By William Beecher
The ham-fisted letter by 47 Republican Senators to Iranian leaders about the negotiation to curb their nuclear weapons program was from many perspectives ill-conceived and counter-productive. But, ironically, it might serve a very positive and productive purpose. It all depends on how it is interpreted in Tehran.
From an American point of view, the best face that can be put on the letter was that it was motivated to persuade Iran to offer terms to President Obama that are not only acceptable to him, but also to the Senate of the United States, including members of both parties. The worst interpretation, pounced on by the White House and some U.S. allies, is that it was a gross attempt to scuttle the arms talks.
The letter argued that the Iranians should be put on notice that, if they insist on terms that Republicans in particular regard as contrary to U.S. national interests, then the next president and congress could easily—with the “stroke of a pen”–vitiate the executive agreement, since it would not have the constitutional standing of a treaty.
Contrary to many critics of the letter, there is precedent for such action. A controversial arms control agreement with North Korea, negotiated by the administration of President Bill Clinton, was torn up by President George W. Bush on the basis that Pyongyang was blatantly cheating. It was not a treaty either. Just as Iranian Foreign Minister Mohammad Zarif described the letter from Senate Republicans earlier this week, Iranian Supreme leader Ayatollah Ruhollah Khomeini dismissed the missive at the time as “propaganda.”
It is anyone’s guess whether, if terms can be agreed among the parties, that the Ayatollah will accept a nuclear deal or scotch it. Assuming terms can be agreed, Khomeini now is in a position to blame the Republicans for his rejection. Similarly, President Obama is now in a position, should talks fail to achieve closure, to also blame Republican interference, rather than failure on the part if his negotiators to be persuasive at the bargaining table.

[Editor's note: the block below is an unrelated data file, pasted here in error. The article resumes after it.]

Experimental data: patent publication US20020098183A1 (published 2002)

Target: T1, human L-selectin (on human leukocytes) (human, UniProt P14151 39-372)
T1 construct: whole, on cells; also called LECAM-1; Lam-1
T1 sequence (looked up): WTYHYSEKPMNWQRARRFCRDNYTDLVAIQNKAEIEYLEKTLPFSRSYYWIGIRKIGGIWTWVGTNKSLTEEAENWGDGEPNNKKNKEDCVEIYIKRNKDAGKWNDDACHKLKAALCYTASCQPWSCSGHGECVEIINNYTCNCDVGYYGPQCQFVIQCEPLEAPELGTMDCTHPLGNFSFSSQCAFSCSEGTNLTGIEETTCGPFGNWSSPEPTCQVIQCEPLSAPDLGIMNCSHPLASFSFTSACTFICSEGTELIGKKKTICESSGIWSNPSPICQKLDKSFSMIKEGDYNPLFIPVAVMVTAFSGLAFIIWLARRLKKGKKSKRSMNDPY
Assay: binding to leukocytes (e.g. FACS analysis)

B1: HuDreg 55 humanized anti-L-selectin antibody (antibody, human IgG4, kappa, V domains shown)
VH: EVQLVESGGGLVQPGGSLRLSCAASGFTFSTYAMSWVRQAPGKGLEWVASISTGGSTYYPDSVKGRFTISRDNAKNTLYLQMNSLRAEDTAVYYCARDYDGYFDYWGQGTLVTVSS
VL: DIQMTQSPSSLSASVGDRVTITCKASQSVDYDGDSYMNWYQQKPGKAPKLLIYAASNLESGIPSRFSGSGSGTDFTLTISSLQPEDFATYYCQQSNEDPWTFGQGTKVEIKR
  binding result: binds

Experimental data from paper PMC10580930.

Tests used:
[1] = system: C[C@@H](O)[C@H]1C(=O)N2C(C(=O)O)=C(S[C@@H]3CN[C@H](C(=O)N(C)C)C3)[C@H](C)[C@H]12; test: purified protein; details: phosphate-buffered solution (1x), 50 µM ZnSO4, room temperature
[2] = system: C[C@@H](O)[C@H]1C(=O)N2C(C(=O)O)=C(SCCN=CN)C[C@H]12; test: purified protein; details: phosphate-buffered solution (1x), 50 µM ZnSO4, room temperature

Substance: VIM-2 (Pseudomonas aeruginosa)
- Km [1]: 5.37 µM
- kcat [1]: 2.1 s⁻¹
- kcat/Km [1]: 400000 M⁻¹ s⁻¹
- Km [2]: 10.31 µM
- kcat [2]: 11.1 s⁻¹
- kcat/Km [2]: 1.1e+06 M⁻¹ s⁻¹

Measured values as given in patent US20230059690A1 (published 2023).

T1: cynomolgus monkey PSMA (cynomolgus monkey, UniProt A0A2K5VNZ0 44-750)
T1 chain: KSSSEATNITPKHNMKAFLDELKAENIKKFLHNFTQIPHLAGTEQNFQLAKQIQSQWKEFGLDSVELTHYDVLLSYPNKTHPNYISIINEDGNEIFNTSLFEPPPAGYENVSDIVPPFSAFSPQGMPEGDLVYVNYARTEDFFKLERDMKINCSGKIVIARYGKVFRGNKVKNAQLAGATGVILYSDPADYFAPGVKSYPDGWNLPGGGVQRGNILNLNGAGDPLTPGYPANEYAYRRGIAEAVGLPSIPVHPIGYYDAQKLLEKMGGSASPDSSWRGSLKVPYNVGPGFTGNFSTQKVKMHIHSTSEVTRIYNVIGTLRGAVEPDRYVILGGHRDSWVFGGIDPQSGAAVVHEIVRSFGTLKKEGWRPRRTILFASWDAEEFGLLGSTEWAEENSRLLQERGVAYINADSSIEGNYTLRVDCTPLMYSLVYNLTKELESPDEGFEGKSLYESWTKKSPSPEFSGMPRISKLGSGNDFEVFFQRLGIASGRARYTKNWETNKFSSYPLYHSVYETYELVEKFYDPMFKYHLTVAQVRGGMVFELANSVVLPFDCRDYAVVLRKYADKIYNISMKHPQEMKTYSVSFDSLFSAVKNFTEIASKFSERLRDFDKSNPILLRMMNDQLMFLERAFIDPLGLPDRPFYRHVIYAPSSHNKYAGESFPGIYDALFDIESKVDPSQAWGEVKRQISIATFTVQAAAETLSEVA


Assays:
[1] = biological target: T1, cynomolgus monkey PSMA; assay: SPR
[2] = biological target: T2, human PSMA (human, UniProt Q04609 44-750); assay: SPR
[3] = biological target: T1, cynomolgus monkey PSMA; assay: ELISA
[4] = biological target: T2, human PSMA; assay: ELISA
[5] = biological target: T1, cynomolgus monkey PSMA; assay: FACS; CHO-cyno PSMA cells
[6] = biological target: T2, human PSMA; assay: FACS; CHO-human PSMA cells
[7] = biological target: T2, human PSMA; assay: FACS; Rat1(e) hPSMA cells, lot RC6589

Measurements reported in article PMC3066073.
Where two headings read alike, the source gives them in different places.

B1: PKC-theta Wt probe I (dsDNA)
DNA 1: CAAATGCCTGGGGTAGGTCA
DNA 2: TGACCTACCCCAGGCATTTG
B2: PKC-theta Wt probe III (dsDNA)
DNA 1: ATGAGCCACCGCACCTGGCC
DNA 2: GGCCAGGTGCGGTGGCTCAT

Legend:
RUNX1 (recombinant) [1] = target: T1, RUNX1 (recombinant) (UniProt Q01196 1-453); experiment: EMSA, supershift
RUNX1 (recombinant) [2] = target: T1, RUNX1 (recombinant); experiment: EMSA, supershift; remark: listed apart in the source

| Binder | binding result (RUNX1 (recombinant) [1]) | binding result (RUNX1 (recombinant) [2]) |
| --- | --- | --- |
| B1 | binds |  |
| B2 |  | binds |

In either of those two cases, it might be difficult either for the Senate to impose tougher economic sanctions, or for many trading partners to observe even the current sanctions. However, recall that when President Bush sent forces into Iraq to go after Saddam Hussein’s supposed weapons of mass destruction, suddenly Tehran put all of its nuclear weapons activities on hold. Assumedly, they were fearful that the U.S. might put Iran next on its invasion list.
If hardliners in Tehran interpret the Republican letter as an effort to scuttle the talks in order to open the way for military action, they conceivably could decide that even a diplomatic agreement less favorable for Iran would be preferable to facing two or three months of heavy bombing by the U.S. and Israel. Sure, Iran would be in a position thereafter to try to reconstitute the program it insists doesn’t exist, but only after having suffered colossal damage to existing infrastructure at a cost of many billions of dollars over a decade or more.
On the assumption that the Republicans might conceivably win the next presidential election and that war would be a more likely option, then it might be advisable for Iranian policy-makers to offer an agreement than is less-than-ideal from their point of view.
William Beecher is a Pulitzer Prize-winning former Washington correspondent for The Boston Globe, The Wall Street Journal, and The New York Times. He is also a former Assistant Secretary of Defense and an adjunct professor at the University of Maryland.
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